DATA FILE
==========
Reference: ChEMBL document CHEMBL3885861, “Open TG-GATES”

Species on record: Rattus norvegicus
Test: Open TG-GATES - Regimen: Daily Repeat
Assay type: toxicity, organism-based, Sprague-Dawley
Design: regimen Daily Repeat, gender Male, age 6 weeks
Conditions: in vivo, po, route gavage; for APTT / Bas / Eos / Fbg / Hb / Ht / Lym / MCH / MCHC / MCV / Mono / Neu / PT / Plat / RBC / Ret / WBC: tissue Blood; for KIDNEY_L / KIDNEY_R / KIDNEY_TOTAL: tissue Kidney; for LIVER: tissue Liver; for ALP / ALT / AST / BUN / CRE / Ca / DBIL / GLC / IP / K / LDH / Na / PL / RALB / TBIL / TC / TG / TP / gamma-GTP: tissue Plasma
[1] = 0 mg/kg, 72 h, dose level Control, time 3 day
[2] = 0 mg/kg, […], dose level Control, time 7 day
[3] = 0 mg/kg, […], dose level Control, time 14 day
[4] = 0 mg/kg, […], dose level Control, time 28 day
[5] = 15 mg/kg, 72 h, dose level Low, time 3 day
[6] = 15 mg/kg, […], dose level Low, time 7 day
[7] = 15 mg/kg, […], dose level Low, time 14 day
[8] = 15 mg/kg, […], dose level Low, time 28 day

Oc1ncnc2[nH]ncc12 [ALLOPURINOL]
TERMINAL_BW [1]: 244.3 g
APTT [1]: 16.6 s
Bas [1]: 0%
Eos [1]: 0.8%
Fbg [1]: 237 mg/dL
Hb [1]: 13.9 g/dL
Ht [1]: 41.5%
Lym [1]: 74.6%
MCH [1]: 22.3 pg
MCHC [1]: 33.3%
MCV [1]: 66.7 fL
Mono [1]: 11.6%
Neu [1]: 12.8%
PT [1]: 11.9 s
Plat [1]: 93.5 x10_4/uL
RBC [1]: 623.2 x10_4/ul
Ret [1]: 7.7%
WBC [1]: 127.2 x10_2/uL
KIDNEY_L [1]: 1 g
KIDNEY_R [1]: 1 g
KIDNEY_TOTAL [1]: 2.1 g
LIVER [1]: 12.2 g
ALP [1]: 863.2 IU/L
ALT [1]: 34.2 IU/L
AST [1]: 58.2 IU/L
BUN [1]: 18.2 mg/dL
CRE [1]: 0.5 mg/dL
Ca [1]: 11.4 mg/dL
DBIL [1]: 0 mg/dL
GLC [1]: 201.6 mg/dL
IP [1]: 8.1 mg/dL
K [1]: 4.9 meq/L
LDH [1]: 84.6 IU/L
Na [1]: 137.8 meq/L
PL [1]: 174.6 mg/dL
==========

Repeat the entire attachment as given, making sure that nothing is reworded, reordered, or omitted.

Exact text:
Reference: ChEMBL document CHEMBL3885861, “Open TG-GATES”

Species on record: Rattus norvegicus
Test: Open TG-GATES - Regimen: Daily Repeat
Assay type: toxicity, organism-based, Sprague-Dawley
Design: regimen Daily Repeat, gender Male, age 6 weeks
Conditions: in vivo, po, route gavage; for APTT / Bas / Eos / Fbg / Hb / Ht / Lym / MCH / MCHC / MCV / Mono / Neu / PT / Plat / RBC / Ret / WBC: tissue Blood; for KIDNEY_L / KIDNEY_R / KIDNEY_TOTAL: tissue Kidney; for LIVER: tissue Liver; for ALP / ALT / AST / BUN / CRE / Ca / DBIL / GLC / IP / K / LDH / Na / PL / RALB / TBIL / TC / TG / TP / gamma-GTP: tissue Plasma
[1] = 0 mg/kg, 72 h, dose level Control, time 3 day
[2] = 0 mg/kg, […], dose level Control, time 7 day
[3] = 0 mg/kg, […], dose level Control, time 14 day
[4] = 0 mg/kg, […], dose level Control, time 28 day
[5] = 15 mg/kg, 72 h, dose level Low, time 3 day
[6] = 15 mg/kg, […], dose level Low, time 7 day
[7] = 15 mg/kg, […], dose level Low, time 14 day
[8] = 15 mg/kg, […], dose level Low, time 28 day

Oc1ncnc2[nH]ncc12 [ALLOPURINOL]
TERMINAL_BW [1]: 244.3 g
APTT [1]: 16.6 s
Bas [1]: 0%
Eos [1]: 0.8%
Fbg [1]: 237 mg/dL
Hb [1]: 13.9 g/dL
Ht [1]: 41.5%
Lym [1]: 74.6%
MCH [1]: 22.3 pg
MCHC [1]: 33.3%
MCV [1]: 66.7 fL
Mono [1]: 11.6%
Neu [1]: 12.8%
PT [1]: 11.9 s
Plat [1]: 93.5 x10_4/uL
RBC [1]: 623.2 x10_4/ul
Ret [1]: 7.7%
WBC [1]: 127.2 x10_2/uL
KIDNEY_L [1]: 1 g
KIDNEY_R [1]: 1 g
KIDNEY_TOTAL [1]: 2.1 g
LIVER [1]: 12.2 g
ALP [1]: 863.2 IU/L
ALT [1]: 34.2 IU/L
AST [1]: 58.2 IU/L
BUN [1]: 18.2 mg/dL
CRE [1]: 0.5 mg/dL
Ca [1]: 11.4 mg/dL
DBIL [1]: 0 mg/dL
GLC [1]: 201.6 mg/dL
IP [1]: 8.1 mg/dL
K [1]: 4.9 meq/L
LDH [1]: 84.6 IU/L
Na [1]: 137.8 meq/L
PL [1]: 174.6 mg/dL